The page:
10 Memorable Pieces of Literary Advice from Twitter

Over the years, Twitter has grown from just being a social network to a platform bursting with amazing ideas, brilliant opinions and a source for knowledge and learning. We find new perspectives and insights in tweets and threads and the literary sphere is not absent from all of this. Some of the best pieces of literary advice on writing and for writers this year are contained in tweets and threads.

In no particular order, these are 10 pieces of literary advice from Twitter that we can not forget.

1. Roxanne Gay on how to succeed as a writer and the myth of overnight success:

In this thread, one of the most influential writers of the year, Roxanne Gay, articulates her journey as a writer and how much work has gone into getting to where she is today. She reminds writers that the journey may be difficult, but never impossible.

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You can read the full thread here

2. J.K Rowling on rules of writing:

When a follower asks J.K Rowling, award winning author of the Harry Potter Series, amongst others what the rules of writing are for writers, she brilliantly replies with a truth writers need to hears – the only rule is what works for you. 

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Read the rest of the thread here.

 

3. Akwaeke Emezi on finishing your book manuscript

Starting a book can be relatively easy, but following through to the end is one of the hardest things. Recognising that this is a common struggle for writers, Akwaeke Emezi, author of soon to be released Freshwater (which will be published by Grove Atlantic in the U.S. and Farafina in Nigeria), breaks down her writing process, telling us how she finishes her book manuscripts and completes general goals.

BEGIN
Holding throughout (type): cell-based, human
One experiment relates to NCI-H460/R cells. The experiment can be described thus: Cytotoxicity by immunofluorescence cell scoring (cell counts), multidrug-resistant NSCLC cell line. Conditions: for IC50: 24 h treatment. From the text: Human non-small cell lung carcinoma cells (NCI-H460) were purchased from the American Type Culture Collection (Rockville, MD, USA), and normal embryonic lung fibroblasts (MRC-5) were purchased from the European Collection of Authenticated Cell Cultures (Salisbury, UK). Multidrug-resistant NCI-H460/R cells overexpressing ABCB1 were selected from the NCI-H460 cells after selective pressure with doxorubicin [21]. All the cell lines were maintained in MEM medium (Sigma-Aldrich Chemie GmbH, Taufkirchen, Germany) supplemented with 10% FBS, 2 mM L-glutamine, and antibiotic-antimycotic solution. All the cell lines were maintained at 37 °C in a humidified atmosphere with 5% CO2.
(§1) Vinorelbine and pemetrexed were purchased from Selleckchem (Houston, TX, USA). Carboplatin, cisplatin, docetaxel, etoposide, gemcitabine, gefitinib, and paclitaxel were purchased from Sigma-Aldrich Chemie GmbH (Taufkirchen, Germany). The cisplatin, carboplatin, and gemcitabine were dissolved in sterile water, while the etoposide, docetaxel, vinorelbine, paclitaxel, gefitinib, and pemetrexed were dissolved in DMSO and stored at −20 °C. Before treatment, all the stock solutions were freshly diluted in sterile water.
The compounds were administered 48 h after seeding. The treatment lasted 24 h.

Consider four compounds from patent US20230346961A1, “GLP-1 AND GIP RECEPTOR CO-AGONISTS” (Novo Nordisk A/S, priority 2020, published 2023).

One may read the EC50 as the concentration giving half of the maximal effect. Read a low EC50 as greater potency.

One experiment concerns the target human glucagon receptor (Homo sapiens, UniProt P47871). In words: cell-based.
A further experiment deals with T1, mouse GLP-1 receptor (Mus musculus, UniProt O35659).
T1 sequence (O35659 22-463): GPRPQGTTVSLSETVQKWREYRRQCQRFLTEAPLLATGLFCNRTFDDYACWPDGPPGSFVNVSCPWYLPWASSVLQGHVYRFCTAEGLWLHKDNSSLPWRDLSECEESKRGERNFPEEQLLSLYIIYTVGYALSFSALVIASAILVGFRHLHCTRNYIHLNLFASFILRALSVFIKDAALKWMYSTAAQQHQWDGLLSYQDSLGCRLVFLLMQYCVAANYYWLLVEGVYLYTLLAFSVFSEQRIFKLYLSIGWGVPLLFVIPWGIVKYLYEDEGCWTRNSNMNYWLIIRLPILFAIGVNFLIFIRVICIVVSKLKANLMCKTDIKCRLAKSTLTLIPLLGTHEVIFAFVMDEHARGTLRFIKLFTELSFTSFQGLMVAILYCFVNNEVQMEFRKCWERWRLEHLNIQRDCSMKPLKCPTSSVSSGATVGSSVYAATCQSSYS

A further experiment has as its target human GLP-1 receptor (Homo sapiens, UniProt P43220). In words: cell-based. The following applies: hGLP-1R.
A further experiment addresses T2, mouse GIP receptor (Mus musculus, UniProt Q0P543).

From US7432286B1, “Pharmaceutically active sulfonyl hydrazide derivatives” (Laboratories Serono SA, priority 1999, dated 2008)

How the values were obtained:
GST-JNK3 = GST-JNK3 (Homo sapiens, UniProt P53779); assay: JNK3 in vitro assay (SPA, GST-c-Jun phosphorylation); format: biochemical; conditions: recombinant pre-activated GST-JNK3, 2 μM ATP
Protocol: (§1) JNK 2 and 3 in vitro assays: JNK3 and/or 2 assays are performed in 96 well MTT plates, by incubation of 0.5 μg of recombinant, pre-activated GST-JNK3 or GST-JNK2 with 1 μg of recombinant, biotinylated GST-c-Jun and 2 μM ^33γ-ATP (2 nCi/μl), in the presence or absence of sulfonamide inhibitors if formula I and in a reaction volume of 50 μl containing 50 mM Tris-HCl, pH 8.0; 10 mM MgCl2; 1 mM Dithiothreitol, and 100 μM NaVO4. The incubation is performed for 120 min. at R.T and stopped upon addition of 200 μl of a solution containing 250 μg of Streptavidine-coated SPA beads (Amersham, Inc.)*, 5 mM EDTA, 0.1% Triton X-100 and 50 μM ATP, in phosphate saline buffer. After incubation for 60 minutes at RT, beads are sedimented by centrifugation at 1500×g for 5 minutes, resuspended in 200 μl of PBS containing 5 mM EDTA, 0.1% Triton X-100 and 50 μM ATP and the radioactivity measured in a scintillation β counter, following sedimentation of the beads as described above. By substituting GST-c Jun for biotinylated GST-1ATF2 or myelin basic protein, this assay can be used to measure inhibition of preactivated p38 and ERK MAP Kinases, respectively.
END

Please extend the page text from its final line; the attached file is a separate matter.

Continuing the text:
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Read full thread here.

4. Matt Haig on reading

If there’s one thing you also are as a writer, it’s that you’re a reader. Before many of us became writers, we were first readers and being a writer shouldn’t change that. Matt Haig, author of Reasons to Stay Alive and a constant number one best selling author reminds us in one of the most beautiful threads this year on the power of books and the magic in reading.

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Read full thread here.

5. Carmen Maria Machado on advice to her younger self

We really can’t overemphasise the importance of reading for writers and Carmen Maria Machado, fiction writer, critic, and essayist whose work has appeared in the New YorkerGranta and elsewhere hammers on this in her tweet. For her, if she could go back in time and advice herself as a young writer, this is what she would say:

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See tweet here

6. Abubakar A. Ibrahim on advice to aspiring writers

Abubakar Ibrahim, award winning author of Season of Crimson Blossoms, gives sublime advice to aspiring writers in this tweet. If you’re looking to grow and develop as a writer, hold on to these words.

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7. Nnedi Okorafor on reading for pleasure

Still on reading (are you still in doubt of how important it is for you to read as a writer?), Nnedi Okorafor, international award-winning novelist of African-based science fiction, fantasy and magical realism, and author of Zahrah the Windseeker reminds writers of the importance of reading for pleasure and the ability to enjoy writing in this thread.

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8. Rae Chang on Filtering

Ever heard of filtering? We too, until we read Rae Chang’s thread on it. She is a young adult political fantasy writer, and editor who breaks down extensively what filtering is and how it affects your writing. If you’re looking to learn a thing or two as a writer or editor, read the full thread here.